With every wish demanding considerable labor, coordination, money, volunteers, and sponsors, it’s reasonable to ask if an organization like Make-A-Wish could instead directly target the problems many families with critically ill children face, like high medical costs, lack of access to basic resources, not knowing how to cope with their stress, and being unable to meet the needs of their child. These are necessities of their lives, but Make-A-Wish enforces an overriding instinct to ignore such structural problems in favor of a one-time materialistic gift.

This is not to say that Make-A-Wish has no benefit. Children enjoy meeting Mickey Mouse in Disney World, going on a cruise, or getting a Playstation 4, and families often value the brief respite of joy a wish can bring. The people who work for the organization are kind, often overworked and underpaid, and genuine in their efforts. It is impossible, however, for many of my former coworkers to shake off the transactional power dynamic that has defined Make-A-Wish since its inception.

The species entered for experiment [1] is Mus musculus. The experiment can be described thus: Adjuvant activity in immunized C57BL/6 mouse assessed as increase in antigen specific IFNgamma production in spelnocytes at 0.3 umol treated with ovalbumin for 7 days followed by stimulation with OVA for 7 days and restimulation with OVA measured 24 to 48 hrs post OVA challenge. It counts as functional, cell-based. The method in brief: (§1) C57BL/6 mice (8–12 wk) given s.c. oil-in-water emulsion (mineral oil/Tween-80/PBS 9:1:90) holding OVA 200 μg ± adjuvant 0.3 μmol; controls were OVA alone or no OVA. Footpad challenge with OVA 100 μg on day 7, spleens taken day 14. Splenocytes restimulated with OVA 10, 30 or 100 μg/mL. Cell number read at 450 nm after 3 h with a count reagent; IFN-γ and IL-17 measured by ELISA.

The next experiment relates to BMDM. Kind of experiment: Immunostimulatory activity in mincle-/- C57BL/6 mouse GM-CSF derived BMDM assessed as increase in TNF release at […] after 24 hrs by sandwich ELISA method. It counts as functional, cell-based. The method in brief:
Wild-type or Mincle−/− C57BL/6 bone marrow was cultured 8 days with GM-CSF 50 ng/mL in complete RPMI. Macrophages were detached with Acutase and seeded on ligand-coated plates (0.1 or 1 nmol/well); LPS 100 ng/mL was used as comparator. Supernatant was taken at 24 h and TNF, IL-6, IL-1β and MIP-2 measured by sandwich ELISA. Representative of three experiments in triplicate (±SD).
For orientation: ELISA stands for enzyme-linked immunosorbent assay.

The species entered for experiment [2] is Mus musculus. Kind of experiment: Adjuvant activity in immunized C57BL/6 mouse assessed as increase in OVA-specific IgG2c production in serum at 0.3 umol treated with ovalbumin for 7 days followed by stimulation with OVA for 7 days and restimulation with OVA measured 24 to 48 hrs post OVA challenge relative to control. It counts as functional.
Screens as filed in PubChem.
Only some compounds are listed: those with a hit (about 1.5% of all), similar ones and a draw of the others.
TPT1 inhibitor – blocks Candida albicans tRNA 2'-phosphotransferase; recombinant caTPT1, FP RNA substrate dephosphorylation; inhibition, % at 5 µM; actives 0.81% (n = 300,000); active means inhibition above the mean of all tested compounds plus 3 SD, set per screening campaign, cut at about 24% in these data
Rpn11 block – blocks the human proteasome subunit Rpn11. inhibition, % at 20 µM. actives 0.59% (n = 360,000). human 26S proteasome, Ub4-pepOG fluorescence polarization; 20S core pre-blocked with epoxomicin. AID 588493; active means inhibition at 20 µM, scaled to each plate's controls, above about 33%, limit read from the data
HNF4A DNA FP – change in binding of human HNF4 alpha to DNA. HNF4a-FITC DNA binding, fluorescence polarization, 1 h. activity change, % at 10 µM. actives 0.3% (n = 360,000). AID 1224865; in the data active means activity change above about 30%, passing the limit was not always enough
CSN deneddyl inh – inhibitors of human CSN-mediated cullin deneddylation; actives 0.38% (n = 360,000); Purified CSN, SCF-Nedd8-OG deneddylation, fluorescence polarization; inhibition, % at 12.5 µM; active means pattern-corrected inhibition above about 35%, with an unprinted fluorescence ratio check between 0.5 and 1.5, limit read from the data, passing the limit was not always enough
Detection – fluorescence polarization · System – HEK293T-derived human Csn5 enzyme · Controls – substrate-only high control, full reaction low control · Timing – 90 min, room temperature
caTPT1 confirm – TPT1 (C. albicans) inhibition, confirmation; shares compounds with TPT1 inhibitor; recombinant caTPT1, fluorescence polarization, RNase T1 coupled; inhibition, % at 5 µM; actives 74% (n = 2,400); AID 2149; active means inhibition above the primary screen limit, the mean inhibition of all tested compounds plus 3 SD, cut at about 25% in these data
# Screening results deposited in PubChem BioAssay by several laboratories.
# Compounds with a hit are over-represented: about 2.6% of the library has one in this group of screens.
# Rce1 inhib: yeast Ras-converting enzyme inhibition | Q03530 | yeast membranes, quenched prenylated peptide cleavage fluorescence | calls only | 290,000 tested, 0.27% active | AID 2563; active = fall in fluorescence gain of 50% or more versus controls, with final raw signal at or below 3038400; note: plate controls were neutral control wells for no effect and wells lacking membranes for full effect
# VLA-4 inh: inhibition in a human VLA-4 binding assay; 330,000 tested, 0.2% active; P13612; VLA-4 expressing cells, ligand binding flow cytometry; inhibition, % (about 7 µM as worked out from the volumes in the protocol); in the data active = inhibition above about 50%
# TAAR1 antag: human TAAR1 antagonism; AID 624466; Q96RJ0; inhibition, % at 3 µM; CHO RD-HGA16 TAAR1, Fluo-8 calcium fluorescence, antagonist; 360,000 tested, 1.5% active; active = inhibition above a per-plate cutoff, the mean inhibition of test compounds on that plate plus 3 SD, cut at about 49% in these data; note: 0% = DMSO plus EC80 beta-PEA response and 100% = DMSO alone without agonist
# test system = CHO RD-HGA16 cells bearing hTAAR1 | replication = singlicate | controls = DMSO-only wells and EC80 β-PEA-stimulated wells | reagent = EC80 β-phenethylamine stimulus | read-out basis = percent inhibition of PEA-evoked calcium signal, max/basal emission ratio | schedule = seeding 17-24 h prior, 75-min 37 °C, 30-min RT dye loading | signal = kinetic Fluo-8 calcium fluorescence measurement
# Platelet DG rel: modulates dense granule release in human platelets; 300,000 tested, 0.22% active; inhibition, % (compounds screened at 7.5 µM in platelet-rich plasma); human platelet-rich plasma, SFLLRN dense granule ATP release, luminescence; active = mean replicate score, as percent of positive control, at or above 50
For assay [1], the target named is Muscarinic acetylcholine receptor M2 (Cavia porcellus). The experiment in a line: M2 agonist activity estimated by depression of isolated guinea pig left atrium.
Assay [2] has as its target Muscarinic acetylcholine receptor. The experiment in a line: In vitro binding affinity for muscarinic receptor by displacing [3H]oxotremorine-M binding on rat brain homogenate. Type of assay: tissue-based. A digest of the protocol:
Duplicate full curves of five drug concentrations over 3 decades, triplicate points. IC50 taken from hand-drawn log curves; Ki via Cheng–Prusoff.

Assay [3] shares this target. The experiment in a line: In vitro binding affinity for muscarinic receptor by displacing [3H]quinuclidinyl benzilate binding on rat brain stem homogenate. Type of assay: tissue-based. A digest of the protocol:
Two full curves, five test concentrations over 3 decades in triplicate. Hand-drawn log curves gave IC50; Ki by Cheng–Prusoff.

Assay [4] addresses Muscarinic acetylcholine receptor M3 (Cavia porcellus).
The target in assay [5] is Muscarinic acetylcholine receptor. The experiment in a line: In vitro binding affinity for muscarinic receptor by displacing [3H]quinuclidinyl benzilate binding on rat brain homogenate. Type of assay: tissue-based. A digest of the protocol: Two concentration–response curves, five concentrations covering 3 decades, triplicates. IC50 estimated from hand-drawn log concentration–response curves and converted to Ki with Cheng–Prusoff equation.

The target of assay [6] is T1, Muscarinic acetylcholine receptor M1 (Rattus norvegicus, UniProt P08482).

The muddled concept of Make-A-Wish was brought into especially stark relief for me when I worked with immigrant families referred to the organization. Many of them had never heard of Make-A-Wish and were bewildered by the concept, sometimes thinking it was an elaborate scam. I tried my best to coherently field their concerns, but the conversations frequently ended with even more ambiguity.

I left the internship nearly a month before it was supposed to end, still struggling to answer their questions.

A.K. Pradhan is a pseudonym.